However, there may then be some variation in the acyl and alkyl moieties. For example, the lipid portion can contain alkylacyl-, diacyl- and dialkylglycerol moieties, and the relative proportions and compositions can change somewhat with aging. In the mouse at least, different molecular species are located in different regions of the spermatogenesis apparatus, i.e. the major species (16:0-alkyl-16:0-acyl) is in tubules, while 16:0-alkyl-14:0-acyl and 14:0-alkyl-16:0-acyl species are in spermatocytes mainly, with the 17:0-alkyl-16:0-acyl species in spermatids and spermatozoa. There can be some limited variation in the chain lengths of the aliphatic components, but they are usually saturated. Fish brain is an exception, where the diacyl form predominates with 16:0 and 18:1 fatty acids.
The polar head group is identical to that of the cerebroside sulfate in myelin, and many other parallels can be drawn between the biosynthesis, metabolism and function of seminolipid and sphingolipid sulfates. Seminolipid is synthesised by sulfation of its precursor, galactosylalkylacylglycerol, by the action of 3-phosphoadenylylsulfate:cerebroside 3-sulfotransferase, i.e. the same enzyme that is involved in the synthesis of the analogous sphingolipid (3'-sulfo-galactosylceramide). Indeed, the precursor is also synthesised by a sphingolipid enzyme - ceramide galactosyltransferase. The process of sulfation is reversed by arylsulfatase A, the enzyme missing in patients suffering from metachromatic leukodystrophy.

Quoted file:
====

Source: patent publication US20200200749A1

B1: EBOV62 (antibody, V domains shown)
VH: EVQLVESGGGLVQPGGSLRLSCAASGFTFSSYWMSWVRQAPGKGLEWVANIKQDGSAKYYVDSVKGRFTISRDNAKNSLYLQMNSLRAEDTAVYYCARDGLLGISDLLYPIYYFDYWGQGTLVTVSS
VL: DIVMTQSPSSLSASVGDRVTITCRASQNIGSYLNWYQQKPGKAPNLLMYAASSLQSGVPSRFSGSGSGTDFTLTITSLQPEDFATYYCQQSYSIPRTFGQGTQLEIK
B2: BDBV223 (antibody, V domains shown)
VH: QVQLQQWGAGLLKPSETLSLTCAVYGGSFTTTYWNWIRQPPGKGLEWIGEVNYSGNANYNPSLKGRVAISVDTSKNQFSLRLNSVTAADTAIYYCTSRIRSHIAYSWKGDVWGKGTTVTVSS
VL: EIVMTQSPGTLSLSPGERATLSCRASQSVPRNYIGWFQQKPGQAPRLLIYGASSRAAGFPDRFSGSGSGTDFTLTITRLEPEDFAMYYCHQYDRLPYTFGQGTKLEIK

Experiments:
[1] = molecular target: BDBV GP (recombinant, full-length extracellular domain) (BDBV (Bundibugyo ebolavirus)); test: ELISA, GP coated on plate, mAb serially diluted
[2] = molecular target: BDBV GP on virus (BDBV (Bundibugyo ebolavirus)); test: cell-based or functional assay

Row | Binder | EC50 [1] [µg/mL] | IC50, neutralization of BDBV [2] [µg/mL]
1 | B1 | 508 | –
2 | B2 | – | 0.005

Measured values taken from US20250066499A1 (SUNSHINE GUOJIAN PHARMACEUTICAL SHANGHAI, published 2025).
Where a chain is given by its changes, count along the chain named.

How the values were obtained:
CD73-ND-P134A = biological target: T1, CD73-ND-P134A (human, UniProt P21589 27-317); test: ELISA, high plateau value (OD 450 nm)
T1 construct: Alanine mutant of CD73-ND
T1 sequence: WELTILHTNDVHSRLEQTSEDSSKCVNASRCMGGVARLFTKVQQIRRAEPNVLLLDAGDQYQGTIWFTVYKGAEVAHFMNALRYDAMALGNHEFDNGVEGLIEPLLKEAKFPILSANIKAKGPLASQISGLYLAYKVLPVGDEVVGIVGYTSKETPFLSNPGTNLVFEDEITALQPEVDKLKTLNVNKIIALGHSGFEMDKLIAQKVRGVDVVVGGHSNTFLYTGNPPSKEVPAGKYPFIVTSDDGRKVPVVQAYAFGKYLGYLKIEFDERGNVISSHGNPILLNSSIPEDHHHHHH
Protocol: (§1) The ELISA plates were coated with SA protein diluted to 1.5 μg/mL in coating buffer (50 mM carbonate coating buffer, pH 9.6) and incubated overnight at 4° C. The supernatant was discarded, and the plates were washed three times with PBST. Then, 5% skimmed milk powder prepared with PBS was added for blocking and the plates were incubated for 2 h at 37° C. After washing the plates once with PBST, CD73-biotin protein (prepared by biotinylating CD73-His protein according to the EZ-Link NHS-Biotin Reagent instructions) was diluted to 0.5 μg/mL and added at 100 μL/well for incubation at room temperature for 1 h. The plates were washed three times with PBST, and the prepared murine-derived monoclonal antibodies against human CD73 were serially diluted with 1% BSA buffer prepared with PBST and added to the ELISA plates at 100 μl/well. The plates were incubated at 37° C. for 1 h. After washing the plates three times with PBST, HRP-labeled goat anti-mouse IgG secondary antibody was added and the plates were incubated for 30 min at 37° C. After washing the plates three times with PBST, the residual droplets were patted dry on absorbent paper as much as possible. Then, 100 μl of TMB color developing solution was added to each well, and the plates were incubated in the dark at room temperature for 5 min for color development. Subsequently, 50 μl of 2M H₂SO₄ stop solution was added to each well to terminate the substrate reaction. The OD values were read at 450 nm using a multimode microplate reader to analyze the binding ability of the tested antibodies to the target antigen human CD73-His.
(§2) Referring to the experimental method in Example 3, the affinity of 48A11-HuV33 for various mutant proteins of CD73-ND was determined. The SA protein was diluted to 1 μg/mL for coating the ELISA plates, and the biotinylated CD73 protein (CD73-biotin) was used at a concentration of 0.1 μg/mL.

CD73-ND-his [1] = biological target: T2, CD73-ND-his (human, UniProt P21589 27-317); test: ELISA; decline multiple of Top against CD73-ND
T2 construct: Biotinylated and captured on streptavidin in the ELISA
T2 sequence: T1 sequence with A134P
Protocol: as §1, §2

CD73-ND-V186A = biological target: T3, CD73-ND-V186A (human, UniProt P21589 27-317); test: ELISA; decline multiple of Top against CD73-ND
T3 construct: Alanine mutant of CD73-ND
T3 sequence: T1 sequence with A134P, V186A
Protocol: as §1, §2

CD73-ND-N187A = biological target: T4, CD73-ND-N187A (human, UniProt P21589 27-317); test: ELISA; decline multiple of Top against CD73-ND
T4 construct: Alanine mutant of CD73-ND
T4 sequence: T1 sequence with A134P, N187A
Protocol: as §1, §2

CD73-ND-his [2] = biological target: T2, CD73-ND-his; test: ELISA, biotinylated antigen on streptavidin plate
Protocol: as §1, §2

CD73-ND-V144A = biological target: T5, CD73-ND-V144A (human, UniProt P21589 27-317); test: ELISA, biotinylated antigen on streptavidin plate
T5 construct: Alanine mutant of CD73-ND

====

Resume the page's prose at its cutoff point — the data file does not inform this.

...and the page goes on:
There is abundant evidence from experiments with genetically modified animals that seminolipid is essential for germ cell function and spermatogenesis in the testis. It participates in the formation of lipid rafts in the sperm head, and is involved in sperm-egg binding at the plasma membrane.
3. Glycosylglycerol Lipids from Sponges
A number of novel and interesting glycosylglycerol derivatives have been isolated from primitive members of the animal kingdom, such as sponges and corals. For example, new glycolipid analogues in which the sugar moiety is replaced by an unusual five-membered cyclitol were first found in the sponge Pseudoceratina crassa and termed ‘crasserides’. They are now known to occur more widely in sponges.
A branched-chain alkyl moiety is ether-linked to position 1 of the glycerol moiety, while position 2 can contain one of several fatty acids. They are believed to be natural deterrents against fish predation.
Even more unusual glycolipids containing sugar moieties linked to both positions sn-2 and -3 of glycerol together with an O-alkyl ether chain at position sn-1 were isolated from the sponge Myrmekioderma sp. and named ’myrmekiosides’. A similar lipid with two xylose units linked to glycerol and a vinyl ether linked alkyl group was found in the sponge Trikentrion loeve. In addition, ether-linked glycolipids with a sugar moiety in position sn-2, i.e. (2R)-1-hydroxy-3-hexadecyloxy-propyl-β-D-arabinopyranoside, were characterized in a soft coral Lobophytum crassum.
Glycosyldiacylglycerols tend to be present in animal tissues at such low levels that isolation and analysis present particular problems. Indeed, they have often been ignored by scientists with an interest in glycosphingolipids, because the methodology used for the latter can be destructive to O-acyl lipids. Azure A, a cationic dye that reacts with anionic lipids, is often employed to quantify seminolipid in reproductive tissues, though it lacks sensitivity and specificity. Electrospray-ionization tandem mass spectrometry now appears to hold particular promise for structural analyses.
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Updated December 21, 2011